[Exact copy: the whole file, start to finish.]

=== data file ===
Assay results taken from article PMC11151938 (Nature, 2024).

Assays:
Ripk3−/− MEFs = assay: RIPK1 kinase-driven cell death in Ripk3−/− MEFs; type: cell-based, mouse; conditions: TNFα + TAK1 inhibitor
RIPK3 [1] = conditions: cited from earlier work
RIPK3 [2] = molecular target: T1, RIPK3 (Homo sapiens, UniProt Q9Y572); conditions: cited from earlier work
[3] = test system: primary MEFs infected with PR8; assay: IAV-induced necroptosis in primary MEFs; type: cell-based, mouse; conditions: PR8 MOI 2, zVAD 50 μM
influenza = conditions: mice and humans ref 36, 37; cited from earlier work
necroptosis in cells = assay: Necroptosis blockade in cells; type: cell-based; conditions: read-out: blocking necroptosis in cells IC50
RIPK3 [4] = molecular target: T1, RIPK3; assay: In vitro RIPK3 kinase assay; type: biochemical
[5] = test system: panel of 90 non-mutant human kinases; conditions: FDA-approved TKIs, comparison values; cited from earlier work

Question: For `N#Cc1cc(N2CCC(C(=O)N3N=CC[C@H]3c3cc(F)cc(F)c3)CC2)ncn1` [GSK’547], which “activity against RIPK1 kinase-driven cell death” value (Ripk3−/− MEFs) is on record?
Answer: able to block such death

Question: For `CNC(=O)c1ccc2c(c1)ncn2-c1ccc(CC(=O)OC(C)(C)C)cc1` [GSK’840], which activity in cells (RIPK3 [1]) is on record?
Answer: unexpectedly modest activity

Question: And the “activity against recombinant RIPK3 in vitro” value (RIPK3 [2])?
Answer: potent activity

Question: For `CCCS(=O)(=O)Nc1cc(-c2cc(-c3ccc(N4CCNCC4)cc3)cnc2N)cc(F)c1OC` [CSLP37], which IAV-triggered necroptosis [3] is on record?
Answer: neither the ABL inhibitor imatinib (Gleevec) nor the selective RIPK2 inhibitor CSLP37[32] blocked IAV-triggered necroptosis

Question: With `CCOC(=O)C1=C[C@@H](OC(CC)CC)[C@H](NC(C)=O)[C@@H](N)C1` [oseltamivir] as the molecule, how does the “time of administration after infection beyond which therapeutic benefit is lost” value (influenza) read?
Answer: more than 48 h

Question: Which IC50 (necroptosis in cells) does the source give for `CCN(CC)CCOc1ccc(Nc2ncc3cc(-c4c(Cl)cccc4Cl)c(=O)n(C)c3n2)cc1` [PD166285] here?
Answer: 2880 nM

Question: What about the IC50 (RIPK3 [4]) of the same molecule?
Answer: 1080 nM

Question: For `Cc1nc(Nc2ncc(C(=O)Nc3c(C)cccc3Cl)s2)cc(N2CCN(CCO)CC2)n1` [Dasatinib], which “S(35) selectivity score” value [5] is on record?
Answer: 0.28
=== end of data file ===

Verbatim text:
Assay results taken from article PMC11151938 (Nature, 2024).

Assays:
Ripk3−/− MEFs = assay: RIPK1 kinase-driven cell death in Ripk3−/− MEFs; type: cell-based, mouse; conditions: TNFα + TAK1 inhibitor
RIPK3 [1] = conditions: cited from earlier work
RIPK3 [2] = molecular target: T1, RIPK3 (Homo sapiens, UniProt Q9Y572); conditions: cited from earlier work
[3] = test system: primary MEFs infected with PR8; assay: IAV-induced necroptosis in primary MEFs; type: cell-based, mouse; conditions: PR8 MOI 2, zVAD 50 μM
influenza = conditions: mice and humans ref 36, 37; cited from earlier work
necroptosis in cells = assay: Necroptosis blockade in cells; type: cell-based; conditions: read-out: blocking necroptosis in cells IC50
RIPK3 [4] = molecular target: T1, RIPK3; assay: In vitro RIPK3 kinase assay; type: biochemical
[5] = test system: panel of 90 non-mutant human kinases; conditions: FDA-approved TKIs, comparison values; cited from earlier work

Question: For `N#Cc1cc(N2CCC(C(=O)N3N=CC[C@H]3c3cc(F)cc(F)c3)CC2)ncn1` [GSK’547], which “activity against RIPK1 kinase-driven cell death” value (Ripk3−/− MEFs) is on record?
Answer: able to block such death

Question: For `CNC(=O)c1ccc2c(c1)ncn2-c1ccc(CC(=O)OC(C)(C)C)cc1` [GSK’840], which activity in cells (RIPK3 [1]) is on record?
Answer: unexpectedly modest activity

Question: And the “activity against recombinant RIPK3 in vitro” value (RIPK3 [2])?
Answer: potent activity

Question: For `CCCS(=O)(=O)Nc1cc(-c2cc(-c3ccc(N4CCNCC4)cc3)cnc2N)cc(F)c1OC` [CSLP37], which IAV-triggered necroptosis [3] is on record?
Answer: neither the ABL inhibitor imatinib (Gleevec) nor the selective RIPK2 inhibitor CSLP37[32] blocked IAV-triggered necroptosis

Question: With `CCOC(=O)C1=C[C@@H](OC(CC)CC)[C@H](NC(C)=O)[C@@H](N)C1` [oseltamivir] as the molecule, how does the “time of administration after infection beyond which therapeutic benefit is lost” value (influenza) read?
Answer: more than 48 h

Question: Which IC50 (necroptosis in cells) does the source give for `CCN(CC)CCOc1ccc(Nc2ncc3cc(-c4c(Cl)cccc4Cl)c(=O)n(C)c3n2)cc1` [PD166285] here?
Answer: 2880 nM

Question: What about the IC50 (RIPK3 [4]) of the same molecule?
Answer: 1080 nM

Question: For `Cc1nc(Nc2ncc(C(=O)Nc3c(C)cccc3Cl)s2)cc(N2CCN(CCO)CC2)n1` [Dasatinib], which “S(35) selectivity score” value [5] is on record?
Answer: 0.28